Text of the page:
In T 267/08 a change of representation had been notified by the new representative together with the notice of appeal. The previous representative had not contacted the EPO to indicate that his authorisation had terminated. In such cases, the procedure to be followed was governed by R. 152 EPC in combination with the decision of the President of the European Patent Office dated 12 July 2007 on the filing of authorisations (OJ SE 3/2007, L.1). This decision stated that in cases of a change of representation, and where the EPO had not been notified of the termination of the previous representative's authorisation, "the new representative must file, together with the notification of his appointment, an individual authorisation (original and one copy) or a reference to a general authorisation already on file. If he does not, he shall be requested to do so within a period to be specified by the European Patent Office."

In the case at issue, the board invited the new representative under R. 152(2) EPC to file an authorisation, as the board had realised that the authorisation failed to name the correct opponent. The new representative sent the authorisation by fax but failed to file the original version. Interpreting decision of the President L.1, the board concluded that where only a copy of the authorisation was filed in response to the invitation under R. 152(2) EPC the EPO was under no legal obligation to additionally request the filing of the original.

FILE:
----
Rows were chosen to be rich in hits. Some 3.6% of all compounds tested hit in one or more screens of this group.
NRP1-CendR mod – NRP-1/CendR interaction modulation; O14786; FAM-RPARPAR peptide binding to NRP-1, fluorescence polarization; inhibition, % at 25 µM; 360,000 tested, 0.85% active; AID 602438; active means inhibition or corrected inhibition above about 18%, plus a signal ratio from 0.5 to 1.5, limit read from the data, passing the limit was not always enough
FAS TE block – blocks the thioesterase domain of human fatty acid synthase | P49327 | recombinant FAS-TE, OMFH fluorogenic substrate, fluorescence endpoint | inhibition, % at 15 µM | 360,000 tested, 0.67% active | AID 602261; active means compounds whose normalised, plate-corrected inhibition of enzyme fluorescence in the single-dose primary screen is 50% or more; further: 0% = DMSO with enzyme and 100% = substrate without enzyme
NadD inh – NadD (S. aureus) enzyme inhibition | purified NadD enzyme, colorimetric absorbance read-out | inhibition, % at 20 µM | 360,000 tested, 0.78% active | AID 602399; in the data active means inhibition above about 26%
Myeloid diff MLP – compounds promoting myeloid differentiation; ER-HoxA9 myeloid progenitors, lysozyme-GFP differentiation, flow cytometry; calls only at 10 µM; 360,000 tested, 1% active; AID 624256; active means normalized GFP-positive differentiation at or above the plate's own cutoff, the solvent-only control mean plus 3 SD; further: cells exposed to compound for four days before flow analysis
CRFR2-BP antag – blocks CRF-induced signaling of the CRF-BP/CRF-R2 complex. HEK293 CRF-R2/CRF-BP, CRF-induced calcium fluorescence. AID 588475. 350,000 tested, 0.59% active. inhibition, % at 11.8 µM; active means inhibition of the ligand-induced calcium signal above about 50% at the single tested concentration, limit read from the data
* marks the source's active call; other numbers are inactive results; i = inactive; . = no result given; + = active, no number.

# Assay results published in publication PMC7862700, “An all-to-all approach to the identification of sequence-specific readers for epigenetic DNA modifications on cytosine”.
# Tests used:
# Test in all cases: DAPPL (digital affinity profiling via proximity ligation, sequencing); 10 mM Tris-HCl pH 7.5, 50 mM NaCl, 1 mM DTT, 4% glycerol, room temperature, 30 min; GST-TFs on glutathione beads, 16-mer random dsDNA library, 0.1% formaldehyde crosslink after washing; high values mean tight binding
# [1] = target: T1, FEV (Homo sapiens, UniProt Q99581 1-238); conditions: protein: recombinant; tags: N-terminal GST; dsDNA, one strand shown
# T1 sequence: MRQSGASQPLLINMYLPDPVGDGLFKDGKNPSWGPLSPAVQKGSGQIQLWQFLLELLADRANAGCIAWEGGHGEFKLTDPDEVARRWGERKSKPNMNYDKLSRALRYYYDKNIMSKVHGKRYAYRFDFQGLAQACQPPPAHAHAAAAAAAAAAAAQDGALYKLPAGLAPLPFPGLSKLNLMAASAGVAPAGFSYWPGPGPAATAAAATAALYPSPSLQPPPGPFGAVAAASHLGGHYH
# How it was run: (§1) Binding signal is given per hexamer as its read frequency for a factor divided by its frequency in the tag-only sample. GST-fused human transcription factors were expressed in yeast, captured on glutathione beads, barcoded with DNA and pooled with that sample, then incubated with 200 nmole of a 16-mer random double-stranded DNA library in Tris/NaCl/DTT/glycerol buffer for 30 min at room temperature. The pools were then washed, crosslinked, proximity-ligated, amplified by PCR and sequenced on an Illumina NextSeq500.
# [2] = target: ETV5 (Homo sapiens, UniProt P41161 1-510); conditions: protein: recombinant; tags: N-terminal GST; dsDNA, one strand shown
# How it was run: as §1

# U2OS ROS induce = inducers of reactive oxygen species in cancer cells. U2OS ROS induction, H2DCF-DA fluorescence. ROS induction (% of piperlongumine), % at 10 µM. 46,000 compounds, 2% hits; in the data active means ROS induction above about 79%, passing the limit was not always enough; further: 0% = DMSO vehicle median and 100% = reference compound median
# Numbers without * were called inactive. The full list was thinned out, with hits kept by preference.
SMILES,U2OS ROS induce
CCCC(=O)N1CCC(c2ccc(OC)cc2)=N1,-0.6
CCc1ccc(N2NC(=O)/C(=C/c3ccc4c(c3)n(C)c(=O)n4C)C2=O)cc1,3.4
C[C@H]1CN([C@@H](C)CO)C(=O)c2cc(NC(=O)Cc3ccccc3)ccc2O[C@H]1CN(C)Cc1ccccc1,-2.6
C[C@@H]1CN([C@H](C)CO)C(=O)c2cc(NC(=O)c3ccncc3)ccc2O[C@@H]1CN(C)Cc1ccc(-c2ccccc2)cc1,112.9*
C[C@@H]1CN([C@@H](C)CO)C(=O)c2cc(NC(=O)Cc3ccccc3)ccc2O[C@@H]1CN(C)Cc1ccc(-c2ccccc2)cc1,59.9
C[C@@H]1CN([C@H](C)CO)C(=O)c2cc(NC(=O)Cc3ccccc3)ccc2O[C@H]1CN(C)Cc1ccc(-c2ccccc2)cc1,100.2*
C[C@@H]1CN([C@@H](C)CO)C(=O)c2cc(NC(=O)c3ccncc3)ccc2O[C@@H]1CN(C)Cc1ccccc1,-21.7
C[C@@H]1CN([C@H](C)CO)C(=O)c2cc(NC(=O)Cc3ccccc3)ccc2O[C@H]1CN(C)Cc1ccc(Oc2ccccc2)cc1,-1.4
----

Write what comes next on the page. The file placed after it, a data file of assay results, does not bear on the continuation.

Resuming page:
The board stated that the filing of a valid authorisation for the opponent/appellant must, of necessity, entail the filing of the original, and a professional representative should know this. The board considered that it should be sufficient to simply request that an authorisation be filed. The acceptable form of the authorisation was derivable from decision of the President L.1. Responsibility for filing a valid authorisation could not be devolved to the board. The legal consequence of this was that the procedural steps taken by the new representative were deemed not to have been taken (R. 152(6) EPC). Consequently the notice of appeal was deemed not to have been filed and an appeal did not exist. In the absence of an appeal, there was no basis for payment of the appeal fee, which was therefore reimbursed.

In T 534/07 it was decided that the validity of procedural acts undertaken by the representative for his client was not affected by the existence of a conflict of interest.

See also Chapter IV.E.2.4. "Entitlement to appeal", and in particular T 1324/06 where the very existence of the authorisation was challenged.